Financing suppliers to cut carbon is a much more effective way for large companies to tackle their own carbon footprint
Large companies have traditionally relied on carbon offsetting to demonstrate to consumers and investors that they are cutting their overall environmental impact.
But there are some compelling reasons why this sort of mitigation is not the way forward.
One: there is increasing public scepticism regarding the effectiveness of offset schemes such as hydroelectric dams and reforestation in Africa. It seems the easy way out, another case of the developed world asking the developing world to do the dirty work.
Two: offsetting schemes do nothing to help a business’s long term financial performance or make its own supply chains more secure. With extreme weather incidents, volatile energy prices and public anger at irresponsible business practice all on the rise, companies must look to secure their own supply chains.
That’s why the concept of ‘carbon insetting’ – where a company pays a supplier to reduce its own environmental risk – is gaining precedence.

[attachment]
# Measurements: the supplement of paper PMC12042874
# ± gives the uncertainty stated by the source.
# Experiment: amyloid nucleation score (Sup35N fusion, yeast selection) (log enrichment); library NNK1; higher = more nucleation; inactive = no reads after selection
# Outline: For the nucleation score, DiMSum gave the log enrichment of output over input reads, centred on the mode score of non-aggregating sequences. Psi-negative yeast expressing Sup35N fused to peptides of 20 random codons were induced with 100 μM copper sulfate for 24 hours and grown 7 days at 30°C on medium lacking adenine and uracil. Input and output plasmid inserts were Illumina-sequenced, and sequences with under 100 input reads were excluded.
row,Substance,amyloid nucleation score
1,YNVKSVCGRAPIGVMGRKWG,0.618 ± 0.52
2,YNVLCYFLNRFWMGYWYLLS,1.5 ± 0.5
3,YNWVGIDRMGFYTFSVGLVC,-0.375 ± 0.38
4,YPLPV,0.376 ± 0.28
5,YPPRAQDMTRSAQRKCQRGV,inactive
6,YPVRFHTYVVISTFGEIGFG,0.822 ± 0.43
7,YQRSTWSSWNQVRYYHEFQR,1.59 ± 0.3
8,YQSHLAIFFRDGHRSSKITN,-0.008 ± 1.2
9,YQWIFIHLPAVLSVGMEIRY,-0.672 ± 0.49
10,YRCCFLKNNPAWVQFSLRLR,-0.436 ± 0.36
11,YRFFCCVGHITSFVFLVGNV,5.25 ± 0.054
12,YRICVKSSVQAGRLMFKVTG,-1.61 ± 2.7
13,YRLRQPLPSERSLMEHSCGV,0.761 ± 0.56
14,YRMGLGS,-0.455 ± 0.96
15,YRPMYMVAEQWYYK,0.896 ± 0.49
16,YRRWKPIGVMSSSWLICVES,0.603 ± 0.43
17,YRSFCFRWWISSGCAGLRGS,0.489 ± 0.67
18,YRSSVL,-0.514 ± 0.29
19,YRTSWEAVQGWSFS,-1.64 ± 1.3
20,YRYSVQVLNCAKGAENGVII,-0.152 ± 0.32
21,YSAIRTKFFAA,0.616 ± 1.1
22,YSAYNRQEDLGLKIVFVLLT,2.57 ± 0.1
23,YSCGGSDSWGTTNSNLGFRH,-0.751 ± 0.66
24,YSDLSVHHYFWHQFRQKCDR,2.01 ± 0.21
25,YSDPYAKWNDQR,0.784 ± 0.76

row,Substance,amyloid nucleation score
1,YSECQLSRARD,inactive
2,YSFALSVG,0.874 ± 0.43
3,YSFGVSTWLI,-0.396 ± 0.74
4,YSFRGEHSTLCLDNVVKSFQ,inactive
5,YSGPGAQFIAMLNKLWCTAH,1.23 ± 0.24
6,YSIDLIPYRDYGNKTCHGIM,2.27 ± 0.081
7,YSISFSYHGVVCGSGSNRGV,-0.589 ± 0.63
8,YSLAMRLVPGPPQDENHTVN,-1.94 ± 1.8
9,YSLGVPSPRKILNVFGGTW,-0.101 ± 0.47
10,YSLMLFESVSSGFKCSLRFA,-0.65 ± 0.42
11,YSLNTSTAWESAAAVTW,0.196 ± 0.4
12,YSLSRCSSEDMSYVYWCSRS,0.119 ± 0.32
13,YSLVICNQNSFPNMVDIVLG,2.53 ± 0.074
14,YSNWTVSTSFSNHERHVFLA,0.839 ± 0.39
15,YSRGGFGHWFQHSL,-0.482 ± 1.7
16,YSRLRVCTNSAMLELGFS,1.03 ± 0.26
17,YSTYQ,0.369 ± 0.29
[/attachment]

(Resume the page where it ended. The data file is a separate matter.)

For example, Entergy, a US energy company, has funded a wetlands restoration project. This has not only benefitted sustainability along the Louisiana coastline but also provides significant natural flooding protection for the company’s infrastructure in the region.
Just the start
The next step is to move beyond ecosystem regeneration and to help suppliers directly, for example by part-funding the capital cost of low carbon delivery vehicles, energy efficient machinery or on-site renewable energy.
Another option, as recently suggested by Best Foot Forward’s co-founder Craig Simmons, would be for a cocoa company to promote the production of biochar as well as cocoa.
Provided the emissions savings are well-managed and independently verified, they could then be used to offset the emissions from, for example, the funding company’s manufacturing operations, which may not be economically viable to reduce further.
While there are currently few real-world examples of carbon insetting, the trend is for companies to choose offset schemes which “directly impact their scope 3 emissions”.
Such carbon savings not only help companies meet regulations on carbon reductions, they can fund more expensive and imaginative schemes designed at reducing suppliers’ long-term exposure to environmental risk.
This may not be possible with conventional carbon offsetting where the scheme is unrelated to the funding company’s economic activity.
Of course, companies must first know how much carbon each of their suppliers are responsible for – which is where amee comes in. After all, transparency and knowledge about carbon emissions – as well as water and waste – are the first steps in helping carbon insetting take off.